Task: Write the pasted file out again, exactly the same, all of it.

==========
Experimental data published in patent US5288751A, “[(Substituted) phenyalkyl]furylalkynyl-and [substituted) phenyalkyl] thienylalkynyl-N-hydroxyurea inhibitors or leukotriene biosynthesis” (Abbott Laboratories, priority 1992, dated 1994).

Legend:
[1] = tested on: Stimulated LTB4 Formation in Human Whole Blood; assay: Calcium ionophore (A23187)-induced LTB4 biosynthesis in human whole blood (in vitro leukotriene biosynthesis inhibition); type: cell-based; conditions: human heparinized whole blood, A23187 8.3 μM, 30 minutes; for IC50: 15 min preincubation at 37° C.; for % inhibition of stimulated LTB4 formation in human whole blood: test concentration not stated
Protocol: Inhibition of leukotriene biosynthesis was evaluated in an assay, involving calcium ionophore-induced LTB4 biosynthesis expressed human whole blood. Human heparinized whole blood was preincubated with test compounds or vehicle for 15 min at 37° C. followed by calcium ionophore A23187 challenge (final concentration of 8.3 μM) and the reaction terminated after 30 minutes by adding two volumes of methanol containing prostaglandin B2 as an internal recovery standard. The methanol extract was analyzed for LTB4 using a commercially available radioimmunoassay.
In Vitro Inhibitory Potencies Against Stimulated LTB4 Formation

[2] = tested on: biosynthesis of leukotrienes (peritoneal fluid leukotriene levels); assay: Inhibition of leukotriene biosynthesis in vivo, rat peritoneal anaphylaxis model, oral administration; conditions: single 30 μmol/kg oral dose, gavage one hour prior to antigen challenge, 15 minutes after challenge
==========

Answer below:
Experimental data published in patent US5288751A, “[(Substituted) phenyalkyl]furylalkynyl-and [substituted) phenyalkyl] thienylalkynyl-N-hydroxyurea inhibitors or leukotriene biosynthesis” (Abbott Laboratories, priority 1992, dated 1994).

Legend:
[1] = tested on: Stimulated LTB4 Formation in Human Whole Blood; assay: Calcium ionophore (A23187)-induced LTB4 biosynthesis in human whole blood (in vitro leukotriene biosynthesis inhibition); type: cell-based; conditions: human heparinized whole blood, A23187 8.3 μM, 30 minutes; for IC50: 15 min preincubation at 37° C.; for % inhibition of stimulated LTB4 formation in human whole blood: test concentration not stated
Protocol: Inhibition of leukotriene biosynthesis was evaluated in an assay, involving calcium ionophore-induced LTB4 biosynthesis expressed human whole blood. Human heparinized whole blood was preincubated with test compounds or vehicle for 15 min at 37° C. followed by calcium ionophore A23187 challenge (final concentration of 8.3 μM) and the reaction terminated after 30 minutes by adding two volumes of methanol containing prostaglandin B2 as an internal recovery standard. The methanol extract was analyzed for LTB4 using a commercially available radioimmunoassay.
In Vitro Inhibitory Potencies Against Stimulated LTB4 Formation

[2] = tested on: biosynthesis of leukotrienes (peritoneal fluid leukotriene levels); assay: Inhibition of leukotriene biosynthesis in vivo, rat peritoneal anaphylaxis model, oral administration; conditions: single 30 μmol/kg oral dose, gavage one hour prior to antigen challenge, 15 minutes after challenge